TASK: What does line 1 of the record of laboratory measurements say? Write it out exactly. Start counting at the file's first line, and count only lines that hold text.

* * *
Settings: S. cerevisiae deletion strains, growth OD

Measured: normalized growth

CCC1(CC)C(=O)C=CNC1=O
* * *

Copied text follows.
Settings: S. cerevisiae deletion strains, growth OD